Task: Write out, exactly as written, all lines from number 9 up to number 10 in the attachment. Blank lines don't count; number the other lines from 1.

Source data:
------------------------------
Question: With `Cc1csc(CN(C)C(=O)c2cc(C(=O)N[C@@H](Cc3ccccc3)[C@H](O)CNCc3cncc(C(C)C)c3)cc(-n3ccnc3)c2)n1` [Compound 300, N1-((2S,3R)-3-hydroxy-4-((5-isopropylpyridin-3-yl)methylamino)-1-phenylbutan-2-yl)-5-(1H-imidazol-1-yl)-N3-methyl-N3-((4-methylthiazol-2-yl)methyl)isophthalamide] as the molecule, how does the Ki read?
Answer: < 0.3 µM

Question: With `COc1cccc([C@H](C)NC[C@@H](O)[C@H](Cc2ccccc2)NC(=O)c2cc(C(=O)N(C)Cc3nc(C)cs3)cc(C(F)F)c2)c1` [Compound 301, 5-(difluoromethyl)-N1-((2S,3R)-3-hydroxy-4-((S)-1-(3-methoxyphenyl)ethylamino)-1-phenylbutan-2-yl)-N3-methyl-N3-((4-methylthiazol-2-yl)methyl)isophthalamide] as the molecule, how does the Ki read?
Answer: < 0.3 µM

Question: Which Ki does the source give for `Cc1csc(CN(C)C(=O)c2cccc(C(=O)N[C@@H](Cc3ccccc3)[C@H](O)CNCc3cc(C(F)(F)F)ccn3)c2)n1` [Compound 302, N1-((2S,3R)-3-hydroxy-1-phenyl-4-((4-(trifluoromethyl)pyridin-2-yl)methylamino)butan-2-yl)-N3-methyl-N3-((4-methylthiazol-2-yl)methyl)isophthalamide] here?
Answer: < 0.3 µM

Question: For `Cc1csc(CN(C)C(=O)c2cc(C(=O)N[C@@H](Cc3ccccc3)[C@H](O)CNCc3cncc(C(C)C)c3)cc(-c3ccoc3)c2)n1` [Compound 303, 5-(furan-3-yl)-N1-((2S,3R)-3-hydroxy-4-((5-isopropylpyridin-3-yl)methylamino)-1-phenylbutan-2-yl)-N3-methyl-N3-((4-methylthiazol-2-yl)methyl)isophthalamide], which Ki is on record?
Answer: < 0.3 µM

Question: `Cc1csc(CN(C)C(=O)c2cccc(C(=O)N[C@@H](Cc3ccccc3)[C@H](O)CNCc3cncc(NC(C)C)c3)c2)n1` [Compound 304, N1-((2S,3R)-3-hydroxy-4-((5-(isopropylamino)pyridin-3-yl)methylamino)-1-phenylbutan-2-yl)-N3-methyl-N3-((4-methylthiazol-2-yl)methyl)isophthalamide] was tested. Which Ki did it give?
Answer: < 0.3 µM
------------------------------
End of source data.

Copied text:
Question: `Cc1csc(CN(C)C(=O)c2cccc(C(=O)N[C@@H](Cc3ccccc3)[C@H](O)CNCc3cncc(NC(C)C)c3)c2)n1` [Compound 304, N1-((2S,3R)-3-hydroxy-4-((5-(isopropylamino)pyridin-3-yl)methylamino)-1-phenylbutan-2-yl)-N3-methyl-N3-((4-methylthiazol-2-yl)methyl)isophthalamide] was tested. Which Ki did it give?
Answer: < 0.3 µM